Hyperthyroidism – Summary

by Michael Lazarus, MD

My Notes
  • Required.
Save Cancel
    Learning Material 2
    • PDF
      Slides Thyroid Disease.pdf
    • PDF
      Download Lecture Overview
    Report mistake

    00:01 Let's revise the primary and secondary hyperthyroidism syndromes.

    00:05 Graves' disease will give you the classic appearance of low TSH, high T4 and/or high T3.

    00:13 Key testing that will help differentiate it is the presence of thyroid stimulating immunoglobulins and a diffuse uptake on radioactive iodine scan.

    00:24 The next condition is toxic multinodular goiter.

    00:27 Here the pattern of thyroid test is very similar to Graves' disease but you can differentiate it clinically but also based on the appearance of radioactive iodine uptake scanning where one see would multiple nodules with increased uptake.

    00:41 In the case of a toxic adenoma, again, thyroid hormone evalualtion of the serum will be similar but radioactive iodine scanning will reveal a single area of increased uptake over the single toxic adenoma.

    00:55 In subacute thyroiditis again, TSH is low, free T4 and T3 are elevated but radioactive iodine scan shows lows uptake, usually less that 10%.

    01:06 And you may also have a negative TPO antibody to differentiate it from Hashimoto's thyroiditis.

    01:13 And then finally, the rare condition of secondary hyperthyroidism usually caused by TSH-secreting adenoma.

    01:21 Your TSH here will be normal or high in conjunction with elevated T4 and T3.

    01:27 Here, radioactive iodine scanning is unhelpful and an MRI of the brain is usually required to evaluate for a pituitary mass.

    01:37 Let's talk about subclinical hyperthyroidism.

    01:40 Here, TSH is low with normal T4 and T3.

    01:44 Patients are mostly asymptomatic or in some cases mildly thyrotoxic.

    01:50 Repeat assessment of thyroid function 6-12 weeks after diagnosis is required.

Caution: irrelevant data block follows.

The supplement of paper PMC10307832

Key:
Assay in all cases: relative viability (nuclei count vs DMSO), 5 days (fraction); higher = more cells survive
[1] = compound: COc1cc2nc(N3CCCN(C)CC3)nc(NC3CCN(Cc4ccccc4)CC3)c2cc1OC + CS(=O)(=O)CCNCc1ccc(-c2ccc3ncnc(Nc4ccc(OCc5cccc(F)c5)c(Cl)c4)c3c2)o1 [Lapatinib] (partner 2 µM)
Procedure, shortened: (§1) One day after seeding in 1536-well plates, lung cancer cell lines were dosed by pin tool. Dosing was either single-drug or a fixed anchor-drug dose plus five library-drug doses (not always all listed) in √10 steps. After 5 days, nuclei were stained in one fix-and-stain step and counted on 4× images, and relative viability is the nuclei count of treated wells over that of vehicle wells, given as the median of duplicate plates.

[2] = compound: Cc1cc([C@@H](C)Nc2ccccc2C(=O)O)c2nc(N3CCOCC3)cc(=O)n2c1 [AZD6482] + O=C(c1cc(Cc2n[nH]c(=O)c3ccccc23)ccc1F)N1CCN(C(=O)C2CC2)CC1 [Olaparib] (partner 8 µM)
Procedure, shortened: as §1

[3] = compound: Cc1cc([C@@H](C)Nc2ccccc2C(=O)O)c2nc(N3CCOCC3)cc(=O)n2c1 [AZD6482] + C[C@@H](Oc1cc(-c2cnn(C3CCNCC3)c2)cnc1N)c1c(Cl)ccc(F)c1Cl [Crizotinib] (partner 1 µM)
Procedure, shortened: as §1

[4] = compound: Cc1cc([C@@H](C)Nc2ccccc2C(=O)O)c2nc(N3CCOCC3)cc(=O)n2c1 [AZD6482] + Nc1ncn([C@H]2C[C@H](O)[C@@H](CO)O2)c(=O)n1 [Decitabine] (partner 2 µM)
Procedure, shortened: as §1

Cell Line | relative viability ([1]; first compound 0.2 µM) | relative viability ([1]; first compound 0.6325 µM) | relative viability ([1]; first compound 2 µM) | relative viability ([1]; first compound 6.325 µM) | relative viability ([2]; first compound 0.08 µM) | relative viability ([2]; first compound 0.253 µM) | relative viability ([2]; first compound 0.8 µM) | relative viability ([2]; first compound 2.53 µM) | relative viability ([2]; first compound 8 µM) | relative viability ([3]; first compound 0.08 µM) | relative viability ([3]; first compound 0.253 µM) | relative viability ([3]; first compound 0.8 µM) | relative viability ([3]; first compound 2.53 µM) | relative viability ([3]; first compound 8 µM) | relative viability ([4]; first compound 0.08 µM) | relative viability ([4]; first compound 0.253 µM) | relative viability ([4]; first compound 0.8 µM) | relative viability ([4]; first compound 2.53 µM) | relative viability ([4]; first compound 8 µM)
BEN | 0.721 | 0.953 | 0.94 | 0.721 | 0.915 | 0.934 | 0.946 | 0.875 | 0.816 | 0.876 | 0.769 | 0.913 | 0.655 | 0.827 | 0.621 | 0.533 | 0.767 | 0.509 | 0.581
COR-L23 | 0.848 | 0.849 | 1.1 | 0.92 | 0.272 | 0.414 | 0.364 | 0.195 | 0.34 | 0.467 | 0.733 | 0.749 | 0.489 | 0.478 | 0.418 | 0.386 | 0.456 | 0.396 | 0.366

01:55 Values tend to normalize in thirty percent of patients without any action.

    02:01 Treatment only takes place when the thyroid stimulating hormone level is less than 0.1 milliunit per liter.

    About the Lecture

    The lecture Hyperthyroidism – Summary by Michael Lazarus, MD is from the course Thyroid Disorders. It contains the following chapters:

    • Hyperthyroid Disorders – Summary
    • Subclinical Hyperthyroidism

    Included Quiz Questions

    1. TSH low | T3/T4 elevated | RAIU diffusely positive: Graves' disease
    2. TSH low | T3/T4 elevated | RAIU low uptake of < 10%: toxic multinodular goiter
    3. TSH low | T3/T4 elevated | RAIU single area with increased uptake: subacute thyroiditis
    4. TSH low | T3/T4 elevated | MRI shows pituitary mass: toxic adenoma
    5. TSH low | T3/T4 elevated | RAIU normal: Graves' disease
    1. TSH < 0.1 mU/L
    2. TSH lower than normal range, with elevated T3 and T4
    3. TSH > 5.0 mU/L
    4. RAIU with < 10% uptake
    5. TSH lower than normal range, with elevated T3 and normal T4

    Author of lecture Hyperthyroidism – Summary

     Michael Lazarus, MD

    Michael Lazarus, MD

    Customer reviews

    5,0 of 5 stars
    5 Stars
    4 Stars
    3 Stars
    2 Stars
    1  Star